Karel Van Miert, the EU commissioner responsible for merger decisions, told European foreign ministers, meeting in Brussels, that Boeing had presented new proposals which were being urgently examined. A Commission decision to block the merger had been expected today.
Robin Cook, the Foreign Secretary, voiced optimism about a deal, saying the new proposals related to Boeing's exclusive contracts with three airlines - Delta, Continental and American - under which the carriers cannot buy from other manufacturers. The issue of exclusive contracts was one of three reasons given by the Commission for opposing the merger.
The merger would cut the number of large commercial aircraft producers from three to two, wrapping McDonnell Douglas's commercial airline operations into those of Boeing. The EU is concerned that a newly enlarged Boeing - which already accounts for 60 per cent of the sales of large commercial aircraft - would enjoy an overwhelming competitive advantage over Airbus Industrie, the European aircraft consortium.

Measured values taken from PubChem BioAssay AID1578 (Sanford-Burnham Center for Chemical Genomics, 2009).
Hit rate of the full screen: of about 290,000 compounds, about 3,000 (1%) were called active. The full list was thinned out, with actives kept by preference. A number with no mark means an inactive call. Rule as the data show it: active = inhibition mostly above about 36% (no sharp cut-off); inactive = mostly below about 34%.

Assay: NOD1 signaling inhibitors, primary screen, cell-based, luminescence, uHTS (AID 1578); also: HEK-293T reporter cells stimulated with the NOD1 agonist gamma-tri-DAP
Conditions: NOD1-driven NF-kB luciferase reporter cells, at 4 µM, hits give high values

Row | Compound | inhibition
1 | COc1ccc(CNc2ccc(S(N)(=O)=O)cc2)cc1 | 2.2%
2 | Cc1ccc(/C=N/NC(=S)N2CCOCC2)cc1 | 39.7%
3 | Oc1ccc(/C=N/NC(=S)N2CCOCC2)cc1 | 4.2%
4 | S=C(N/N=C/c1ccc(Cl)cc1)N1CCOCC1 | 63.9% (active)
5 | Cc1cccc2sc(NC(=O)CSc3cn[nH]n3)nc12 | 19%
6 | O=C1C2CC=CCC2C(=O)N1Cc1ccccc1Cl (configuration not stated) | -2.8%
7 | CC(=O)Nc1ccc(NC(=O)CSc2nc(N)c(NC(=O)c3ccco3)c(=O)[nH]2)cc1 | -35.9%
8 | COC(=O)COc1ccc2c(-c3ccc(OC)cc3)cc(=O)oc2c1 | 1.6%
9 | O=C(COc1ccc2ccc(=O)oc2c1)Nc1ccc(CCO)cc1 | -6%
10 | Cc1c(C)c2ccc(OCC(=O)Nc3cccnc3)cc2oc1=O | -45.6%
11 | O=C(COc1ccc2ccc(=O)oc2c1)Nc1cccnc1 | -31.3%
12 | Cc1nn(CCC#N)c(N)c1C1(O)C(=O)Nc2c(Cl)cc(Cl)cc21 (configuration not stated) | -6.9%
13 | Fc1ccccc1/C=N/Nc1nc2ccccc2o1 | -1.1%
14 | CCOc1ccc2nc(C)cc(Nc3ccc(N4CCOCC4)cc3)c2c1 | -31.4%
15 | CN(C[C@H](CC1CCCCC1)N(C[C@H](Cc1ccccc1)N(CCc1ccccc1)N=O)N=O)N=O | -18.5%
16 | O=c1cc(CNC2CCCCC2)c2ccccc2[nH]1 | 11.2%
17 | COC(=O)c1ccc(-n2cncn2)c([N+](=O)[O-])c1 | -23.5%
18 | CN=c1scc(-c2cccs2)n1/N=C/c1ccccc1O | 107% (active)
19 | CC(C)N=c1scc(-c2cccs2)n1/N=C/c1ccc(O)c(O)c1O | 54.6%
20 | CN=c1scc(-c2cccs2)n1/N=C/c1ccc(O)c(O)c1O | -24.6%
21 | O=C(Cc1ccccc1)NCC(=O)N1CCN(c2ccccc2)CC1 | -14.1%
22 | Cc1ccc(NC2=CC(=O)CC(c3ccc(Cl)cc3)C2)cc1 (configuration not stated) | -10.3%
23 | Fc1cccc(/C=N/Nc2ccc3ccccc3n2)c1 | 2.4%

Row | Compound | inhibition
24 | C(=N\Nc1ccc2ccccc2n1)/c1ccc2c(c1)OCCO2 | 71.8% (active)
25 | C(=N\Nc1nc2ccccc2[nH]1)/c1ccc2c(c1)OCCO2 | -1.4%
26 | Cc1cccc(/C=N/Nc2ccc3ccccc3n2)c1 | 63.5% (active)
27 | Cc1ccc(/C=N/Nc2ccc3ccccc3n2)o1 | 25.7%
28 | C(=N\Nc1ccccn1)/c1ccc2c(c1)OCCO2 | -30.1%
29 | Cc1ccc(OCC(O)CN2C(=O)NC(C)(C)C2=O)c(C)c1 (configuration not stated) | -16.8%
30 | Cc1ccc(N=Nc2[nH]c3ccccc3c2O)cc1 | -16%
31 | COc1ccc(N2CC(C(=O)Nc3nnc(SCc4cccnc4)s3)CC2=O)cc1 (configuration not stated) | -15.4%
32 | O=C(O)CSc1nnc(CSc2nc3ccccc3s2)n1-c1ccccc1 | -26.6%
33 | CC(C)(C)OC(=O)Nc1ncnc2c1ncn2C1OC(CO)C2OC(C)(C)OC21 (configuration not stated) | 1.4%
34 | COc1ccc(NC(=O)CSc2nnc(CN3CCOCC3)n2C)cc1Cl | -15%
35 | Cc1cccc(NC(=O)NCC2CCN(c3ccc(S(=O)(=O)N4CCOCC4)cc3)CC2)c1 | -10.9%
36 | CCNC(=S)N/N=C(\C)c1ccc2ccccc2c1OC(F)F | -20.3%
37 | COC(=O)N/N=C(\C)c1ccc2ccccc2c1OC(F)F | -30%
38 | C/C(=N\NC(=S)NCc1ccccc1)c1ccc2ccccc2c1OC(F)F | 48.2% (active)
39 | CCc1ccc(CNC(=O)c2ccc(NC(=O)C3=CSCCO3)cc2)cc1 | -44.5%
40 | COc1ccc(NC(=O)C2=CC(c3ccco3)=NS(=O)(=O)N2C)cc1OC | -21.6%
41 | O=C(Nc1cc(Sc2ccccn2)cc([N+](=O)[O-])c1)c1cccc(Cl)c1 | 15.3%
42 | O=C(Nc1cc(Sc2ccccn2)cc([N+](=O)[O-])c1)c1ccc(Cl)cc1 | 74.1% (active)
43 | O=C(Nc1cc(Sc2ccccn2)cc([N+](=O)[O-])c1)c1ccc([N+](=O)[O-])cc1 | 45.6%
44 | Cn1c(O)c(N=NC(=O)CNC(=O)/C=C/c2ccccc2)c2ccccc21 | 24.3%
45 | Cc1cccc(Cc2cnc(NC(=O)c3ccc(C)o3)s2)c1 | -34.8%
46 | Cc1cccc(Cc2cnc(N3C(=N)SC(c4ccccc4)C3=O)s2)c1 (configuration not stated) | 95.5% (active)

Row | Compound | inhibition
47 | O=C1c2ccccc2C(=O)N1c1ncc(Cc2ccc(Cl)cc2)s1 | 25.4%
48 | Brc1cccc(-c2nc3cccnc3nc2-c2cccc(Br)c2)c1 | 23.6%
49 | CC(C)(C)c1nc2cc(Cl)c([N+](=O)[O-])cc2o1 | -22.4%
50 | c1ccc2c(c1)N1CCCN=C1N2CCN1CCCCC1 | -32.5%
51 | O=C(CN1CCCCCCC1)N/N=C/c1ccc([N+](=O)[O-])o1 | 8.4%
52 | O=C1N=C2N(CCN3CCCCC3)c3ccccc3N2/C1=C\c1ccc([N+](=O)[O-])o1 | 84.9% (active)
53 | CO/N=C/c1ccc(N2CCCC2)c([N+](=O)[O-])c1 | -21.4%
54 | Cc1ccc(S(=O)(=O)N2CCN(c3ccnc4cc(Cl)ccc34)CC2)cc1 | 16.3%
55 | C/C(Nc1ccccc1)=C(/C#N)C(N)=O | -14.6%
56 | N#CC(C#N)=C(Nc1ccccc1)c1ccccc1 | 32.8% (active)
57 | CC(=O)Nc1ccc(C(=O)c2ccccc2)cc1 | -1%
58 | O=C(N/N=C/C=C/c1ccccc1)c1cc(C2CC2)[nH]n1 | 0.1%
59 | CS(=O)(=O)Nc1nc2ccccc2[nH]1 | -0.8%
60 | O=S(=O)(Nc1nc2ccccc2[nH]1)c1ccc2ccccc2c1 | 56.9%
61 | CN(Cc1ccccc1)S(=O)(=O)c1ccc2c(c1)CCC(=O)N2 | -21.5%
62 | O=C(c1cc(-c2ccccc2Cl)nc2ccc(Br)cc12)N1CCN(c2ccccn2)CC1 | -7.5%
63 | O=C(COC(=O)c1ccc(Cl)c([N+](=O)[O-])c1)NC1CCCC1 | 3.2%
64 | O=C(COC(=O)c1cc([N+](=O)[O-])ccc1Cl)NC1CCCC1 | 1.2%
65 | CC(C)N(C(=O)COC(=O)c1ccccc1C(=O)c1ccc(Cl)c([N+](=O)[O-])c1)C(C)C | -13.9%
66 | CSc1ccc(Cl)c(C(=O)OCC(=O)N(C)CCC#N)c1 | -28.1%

Details of the new proposals were not immediately available, but Mr Cook said: "It remains a very real possibility that that it will be possible to reach agreement."
In the US, President Bill Clinton said he had focused on the issue over the past three days and would continue to do so. "I think there is a way to work this out. I am hopeful that by Wednesday, when the Commission meets, an agreement will have been reached."
The President said the key concern in the US was "that only the anti- trust considerations play a role in this decision and that we do everything we can to avoid a more political decision, which would lead to an unfortunate trade conflict between the United States and Europe."
The White House had previously warned that it would challenge any move by Brussels to block the merger. .
Despite the apparent breakthrough, there were still signs of tension on both sides of the Atlantic last night.
A group of 50 US Representatives from California, yesterday called on the President to keep a stiff resolve in dealing with Brussels. "The President needs to draw the line because it is clear that we are on the right side of the competition question," declared Representative Jerry Lewis.Reuse content